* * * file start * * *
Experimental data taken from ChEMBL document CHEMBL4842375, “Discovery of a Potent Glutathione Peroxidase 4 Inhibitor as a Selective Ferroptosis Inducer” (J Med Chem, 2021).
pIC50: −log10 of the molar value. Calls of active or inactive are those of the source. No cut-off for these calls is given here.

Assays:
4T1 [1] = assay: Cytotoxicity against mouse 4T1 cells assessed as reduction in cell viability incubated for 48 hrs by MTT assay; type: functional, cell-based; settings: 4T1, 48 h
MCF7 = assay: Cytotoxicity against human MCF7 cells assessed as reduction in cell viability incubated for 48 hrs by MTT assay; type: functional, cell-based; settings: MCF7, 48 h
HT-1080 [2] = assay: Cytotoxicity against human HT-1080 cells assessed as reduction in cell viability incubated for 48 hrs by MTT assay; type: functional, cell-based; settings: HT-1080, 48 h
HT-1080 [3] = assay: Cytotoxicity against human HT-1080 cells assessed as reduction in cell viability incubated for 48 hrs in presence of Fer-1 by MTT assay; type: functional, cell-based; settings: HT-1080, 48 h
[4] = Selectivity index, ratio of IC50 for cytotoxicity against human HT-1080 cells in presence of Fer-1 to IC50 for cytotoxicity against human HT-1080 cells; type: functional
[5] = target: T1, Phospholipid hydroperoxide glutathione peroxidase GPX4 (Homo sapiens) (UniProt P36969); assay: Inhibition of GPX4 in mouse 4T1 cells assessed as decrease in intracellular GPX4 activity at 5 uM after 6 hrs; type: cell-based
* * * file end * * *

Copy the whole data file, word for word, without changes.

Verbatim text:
Experimental data taken from ChEMBL document CHEMBL4842375, “Discovery of a Potent Glutathione Peroxidase 4 Inhibitor as a Selective Ferroptosis Inducer” (J Med Chem, 2021).
pIC50: −log10 of the molar value. Calls of active or inactive are those of the source. No cut-off for these calls is given here.

Assays:
4T1 [1] = assay: Cytotoxicity against mouse 4T1 cells assessed as reduction in cell viability incubated for 48 hrs by MTT assay; type: functional, cell-based; settings: 4T1, 48 h
MCF7 = assay: Cytotoxicity against human MCF7 cells assessed as reduction in cell viability incubated for 48 hrs by MTT assay; type: functional, cell-based; settings: MCF7, 48 h
HT-1080 [2] = assay: Cytotoxicity against human HT-1080 cells assessed as reduction in cell viability incubated for 48 hrs by MTT assay; type: functional, cell-based; settings: HT-1080, 48 h
HT-1080 [3] = assay: Cytotoxicity against human HT-1080 cells assessed as reduction in cell viability incubated for 48 hrs in presence of Fer-1 by MTT assay; type: functional, cell-based; settings: HT-1080, 48 h
[4] = Selectivity index, ratio of IC50 for cytotoxicity against human HT-1080 cells in presence of Fer-1 to IC50 for cytotoxicity against human HT-1080 cells; type: functional
[5] = target: T1, Phospholipid hydroperoxide glutathione peroxidase GPX4 (Homo sapiens) (UniProt P36969); assay: Inhibition of GPX4 in mouse 4T1 cells assessed as decrease in intracellular GPX4 activity at 5 uM after 6 hrs; type: cell-based